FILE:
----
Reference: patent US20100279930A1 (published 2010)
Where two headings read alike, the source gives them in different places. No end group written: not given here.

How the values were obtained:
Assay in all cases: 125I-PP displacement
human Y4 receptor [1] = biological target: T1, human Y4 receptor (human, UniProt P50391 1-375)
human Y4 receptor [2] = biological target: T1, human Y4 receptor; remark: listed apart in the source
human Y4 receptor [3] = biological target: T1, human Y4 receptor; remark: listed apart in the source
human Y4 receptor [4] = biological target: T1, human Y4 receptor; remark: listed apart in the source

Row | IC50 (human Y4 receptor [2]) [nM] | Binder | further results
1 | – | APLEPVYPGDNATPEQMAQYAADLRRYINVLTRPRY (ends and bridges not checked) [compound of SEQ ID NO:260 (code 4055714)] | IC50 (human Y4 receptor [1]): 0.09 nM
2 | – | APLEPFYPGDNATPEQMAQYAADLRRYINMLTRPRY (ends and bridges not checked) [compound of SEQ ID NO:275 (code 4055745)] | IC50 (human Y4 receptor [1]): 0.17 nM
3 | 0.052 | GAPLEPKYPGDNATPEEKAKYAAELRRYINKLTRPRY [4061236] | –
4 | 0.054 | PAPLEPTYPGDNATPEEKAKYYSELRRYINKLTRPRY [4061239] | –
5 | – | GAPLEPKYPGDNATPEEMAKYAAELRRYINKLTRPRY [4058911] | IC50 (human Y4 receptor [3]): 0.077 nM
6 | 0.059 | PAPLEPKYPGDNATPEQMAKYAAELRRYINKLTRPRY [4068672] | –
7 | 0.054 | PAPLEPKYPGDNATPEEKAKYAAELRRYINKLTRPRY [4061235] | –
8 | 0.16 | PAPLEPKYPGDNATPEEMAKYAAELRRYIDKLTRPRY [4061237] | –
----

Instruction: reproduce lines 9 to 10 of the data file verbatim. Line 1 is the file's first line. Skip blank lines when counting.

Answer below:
Row | IC50 (human Y4 receptor [2]) [nM] | Binder | further results
1 | – | APLEPVYPGDNATPEQMAQYAADLRRYINVLTRPRY (ends and bridges not checked) [compound of SEQ ID NO:260 (code 4055714)] | IC50 (human Y4 receptor [1]): 0.09 nM